Edmonton

National RCMP watchdog launches review into arrest of Alberta teen with autism

The Civilian Review and Complaints Commission for the RCMP has launched an investigation into the arrest and detention of an Alberta teenager with autism who was apprehended at a playground in October. 

Ryley Bauman, 16, arrested by officers who thought he was a man impaired by drugs

A woman with red hair speaks to a teenage boy whose face cannot be seen.
Sixteen-year-old Ryley Bauman and his mother, Laura Hawthorne, at a playground. The Civilian Review and Complaints Commission for the RCMP (CRCC) will investigate Ryley's arrest by RCMP. (David Bajer/CBC)

WARNING: This story contains descriptions of self-harm.

The national watchdog agency for the RCMP has launched an investigation into the arrest and detention of an Alberta teenager with autism who was apprehended at a playground in October. 

In a statement Tuesday, the Civilian Review and Complaints Commission for the RCMP (CRCC) said it is investigating the arrest and detention of 16-year-old Ryley Bauman. 

Ryley, who is non-verbal, was arrested by RCMP on Oct. 2 in St. Albert, outside Edmonton, and later taken to hospital after repeatedly harming himself while in police custody. 

RCMP said the teen was arrested as a suspect after police received 911 calls about a man "exhibiting erratic behaviour."

The case is among a series of high-profile arrests across the country in recent months involving young people with autism who are non-verbal, including a 19-year-old in Mississauga, Ont. and an 18-year-old in a Montreal suburb. Both were taken to hospital after police used stun guns on them.

Michelaine Lahaie, chairperson of the complaints commission, initiated the complaint into Ryley's arrest and detention. The investigation will look into these aspects of the case:

  • Examine the RCMP's response to the call for service and if proper supervision and accommodations were provided to Ryley throughout the entire incident in light of his neurodiversity, as required under the Canadian Human Rights Act

  • Examine if reasonable steps were taken to prevent Ryley from self-harming while in custody or when providing medical care.

  • Examine if training is provided to members on recognizing and interacting with neurodiverse people, including training on distinguishing intoxication by alcohol or drugs from disabilities and how to prevent or reduce self-harming behaviour in custody.

The investigation will also examine if the RCMP has national and divisional policies and guidelines pertaining to interactions with people with neurodiversity.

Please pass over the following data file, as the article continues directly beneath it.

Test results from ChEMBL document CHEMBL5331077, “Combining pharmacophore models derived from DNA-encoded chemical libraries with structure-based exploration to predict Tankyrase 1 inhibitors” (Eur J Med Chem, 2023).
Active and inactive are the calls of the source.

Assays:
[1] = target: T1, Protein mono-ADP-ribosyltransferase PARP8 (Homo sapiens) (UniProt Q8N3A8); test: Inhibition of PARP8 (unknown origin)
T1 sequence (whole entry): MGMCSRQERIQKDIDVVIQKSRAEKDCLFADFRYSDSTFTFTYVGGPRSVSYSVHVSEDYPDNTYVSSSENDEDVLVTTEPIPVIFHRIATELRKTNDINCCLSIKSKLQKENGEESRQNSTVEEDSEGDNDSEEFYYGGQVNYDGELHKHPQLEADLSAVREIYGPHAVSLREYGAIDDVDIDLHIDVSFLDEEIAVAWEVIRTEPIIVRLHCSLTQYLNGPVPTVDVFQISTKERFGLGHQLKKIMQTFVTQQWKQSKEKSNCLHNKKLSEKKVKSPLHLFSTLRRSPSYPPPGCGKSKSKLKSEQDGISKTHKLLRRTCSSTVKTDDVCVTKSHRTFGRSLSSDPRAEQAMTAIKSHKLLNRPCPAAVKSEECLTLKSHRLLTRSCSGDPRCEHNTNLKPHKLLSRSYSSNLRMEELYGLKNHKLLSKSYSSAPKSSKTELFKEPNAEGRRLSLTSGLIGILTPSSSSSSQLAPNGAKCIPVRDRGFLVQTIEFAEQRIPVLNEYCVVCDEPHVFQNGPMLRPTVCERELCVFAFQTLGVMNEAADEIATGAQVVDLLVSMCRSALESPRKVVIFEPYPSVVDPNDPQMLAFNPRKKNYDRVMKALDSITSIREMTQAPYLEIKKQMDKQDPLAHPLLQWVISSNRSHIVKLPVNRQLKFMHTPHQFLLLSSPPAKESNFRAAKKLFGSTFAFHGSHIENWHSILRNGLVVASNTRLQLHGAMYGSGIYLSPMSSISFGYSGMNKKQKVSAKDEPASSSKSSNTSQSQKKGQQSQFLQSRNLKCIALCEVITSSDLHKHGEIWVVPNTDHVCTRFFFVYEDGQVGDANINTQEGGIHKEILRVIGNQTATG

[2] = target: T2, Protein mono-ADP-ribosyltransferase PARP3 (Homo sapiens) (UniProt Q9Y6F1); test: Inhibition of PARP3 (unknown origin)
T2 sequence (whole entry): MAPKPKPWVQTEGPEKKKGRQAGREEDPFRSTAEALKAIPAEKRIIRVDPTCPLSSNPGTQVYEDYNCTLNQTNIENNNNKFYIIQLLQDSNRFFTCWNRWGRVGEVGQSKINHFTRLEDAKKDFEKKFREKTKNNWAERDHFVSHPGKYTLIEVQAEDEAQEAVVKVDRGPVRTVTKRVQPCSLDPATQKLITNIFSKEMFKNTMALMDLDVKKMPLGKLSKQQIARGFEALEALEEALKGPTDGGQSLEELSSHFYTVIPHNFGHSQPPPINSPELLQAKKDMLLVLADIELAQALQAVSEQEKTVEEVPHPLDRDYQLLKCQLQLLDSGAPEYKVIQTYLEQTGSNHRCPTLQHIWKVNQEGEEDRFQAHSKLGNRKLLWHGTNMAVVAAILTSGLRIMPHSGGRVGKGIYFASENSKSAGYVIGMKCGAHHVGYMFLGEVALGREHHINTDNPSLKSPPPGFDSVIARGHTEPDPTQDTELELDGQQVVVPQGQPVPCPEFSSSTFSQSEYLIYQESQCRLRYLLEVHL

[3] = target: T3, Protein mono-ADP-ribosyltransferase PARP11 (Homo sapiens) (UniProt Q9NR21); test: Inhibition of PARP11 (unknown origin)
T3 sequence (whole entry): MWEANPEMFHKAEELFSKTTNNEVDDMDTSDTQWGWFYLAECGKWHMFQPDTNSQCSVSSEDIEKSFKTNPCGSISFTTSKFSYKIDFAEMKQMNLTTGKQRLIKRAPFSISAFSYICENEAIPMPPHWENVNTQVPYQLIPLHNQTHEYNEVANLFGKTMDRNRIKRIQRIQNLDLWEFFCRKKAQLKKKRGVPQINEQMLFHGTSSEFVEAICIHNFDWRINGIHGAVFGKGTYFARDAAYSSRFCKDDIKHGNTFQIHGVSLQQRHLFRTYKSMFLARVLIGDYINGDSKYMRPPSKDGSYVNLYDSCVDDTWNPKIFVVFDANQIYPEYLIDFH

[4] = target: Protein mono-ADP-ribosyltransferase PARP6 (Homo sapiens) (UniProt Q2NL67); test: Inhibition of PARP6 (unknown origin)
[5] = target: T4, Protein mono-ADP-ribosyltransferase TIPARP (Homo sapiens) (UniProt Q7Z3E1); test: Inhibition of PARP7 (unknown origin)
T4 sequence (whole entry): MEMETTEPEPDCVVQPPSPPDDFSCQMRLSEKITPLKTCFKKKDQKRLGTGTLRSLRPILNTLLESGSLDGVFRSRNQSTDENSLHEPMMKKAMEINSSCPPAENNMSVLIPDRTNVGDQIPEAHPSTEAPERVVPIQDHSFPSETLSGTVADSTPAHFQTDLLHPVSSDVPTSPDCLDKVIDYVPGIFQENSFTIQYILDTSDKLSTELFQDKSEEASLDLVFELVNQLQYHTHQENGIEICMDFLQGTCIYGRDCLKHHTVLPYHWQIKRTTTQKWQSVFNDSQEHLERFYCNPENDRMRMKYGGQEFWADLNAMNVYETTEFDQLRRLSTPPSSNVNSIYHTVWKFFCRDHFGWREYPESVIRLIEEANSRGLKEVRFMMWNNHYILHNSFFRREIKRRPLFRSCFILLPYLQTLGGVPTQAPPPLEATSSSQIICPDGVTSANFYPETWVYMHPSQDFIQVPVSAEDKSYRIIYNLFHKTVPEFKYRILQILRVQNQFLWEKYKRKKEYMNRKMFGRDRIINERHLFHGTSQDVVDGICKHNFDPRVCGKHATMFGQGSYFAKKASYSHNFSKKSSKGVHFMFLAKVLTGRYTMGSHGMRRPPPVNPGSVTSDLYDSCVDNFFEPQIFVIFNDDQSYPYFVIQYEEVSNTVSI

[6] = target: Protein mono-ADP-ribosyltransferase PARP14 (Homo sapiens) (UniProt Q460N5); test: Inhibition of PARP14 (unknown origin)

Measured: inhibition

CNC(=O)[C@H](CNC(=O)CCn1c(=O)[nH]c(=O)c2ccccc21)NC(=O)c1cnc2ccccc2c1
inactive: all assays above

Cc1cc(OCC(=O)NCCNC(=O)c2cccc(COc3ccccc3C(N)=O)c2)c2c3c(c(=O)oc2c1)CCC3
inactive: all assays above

The investigation will make findings and recommendations to address "any deficiencies" in the RCMP members' conduct.

The commission, which is independent, is called on hundreds of time each year to investigate citizen complaints about the RCMP.

The chairperson can also call an investigation. The results of the chair-initiated probes, along with other investigations deemed to be in the public interest, are made public. 

Ryley's arrest is also under investigation by the Alberta Serious Incident Response Team (ASIRT), the province's policing watchdog. Alberta RCMP have also launched an internal review. 

'Behaving oddly'

Ryley, who functions at the level of a seven-year-old, was playing in a park behind his grandparents' house when he was detained.

An hour later, he was transferred from a police holding cell to hospital where he was treated for soft-tissue injuries to his head, face, back and wrists.

RCMP have said they believed Ryley was a man impaired by drugs. However, in an Oct. 19 news release, ASIRT said RCMP were told before they encountered Ryley that he could have a disability.

"RCMP received a report that a 'younger male' in his 'early 20s' was behaving oddly in the playground," ASIRT said. 

"The caller thought that the male could have 'some severe handicap' or possibly be on drugs, and should not be left in the playground alone. Police were dispatched for a suspicious male who was either on drugs or handicapped."

No charges were laid against Ryley and none are being considered, RCMP said.

Ryley's parents say he remains traumatized by his encounter with police.

Other arrests 

Similar cases are under review outside Alberta. 

Abdullah Darwich, a 19-year-old with autism, was arrested by officers on Nov. 4  in Mississauga, Ont., after neighbours spotted him in a pile of leaves.

Peel police say it will undergo an internal review after officers used a stun gun on Darwich, sending him to hospital.

Darwich, who is non-verbal, was Tasered and handcuffed despite the fact that he was on a vulnerable persons registry.

The arrest left him cut, bruised and, according to his father, "terrified of everything."

Earlier this month, Brandon-Lee Paris, an 18-year-old with autism who is non-verbal, was taken to hospital following an encounter with police in Mascouche, Que., a Montreal suburb.

Police used a stun gun to subdue him after he ran away from a government-run centre for people with developmental disabilities.

His mother told CBC that police were aware that her son is on the autism spectrum and non-verbal. She planned to file a complaint with the police ethics commission.

Advocates say the string of recent cases highlights the need for officers to be better trained to deal with people who have developmental disabilities.


If you know someone who is struggling with self-harm, help is available. For more information and resources visit http://www.sioutreach.org

ABOUT THE AUTHOR

Wallis Snowdon is a journalist with CBC Edmonton focused on bringing stories to the website and the airwaves. Originally from New Brunswick, Wallis has reported in communities across Canada, from Halifax to Fort McMurray. She previously worked as a digital and current affairs producer with CBC Radio in Edmonton. Share your stories with Wallis at wallis.snowdon@cbc.ca.

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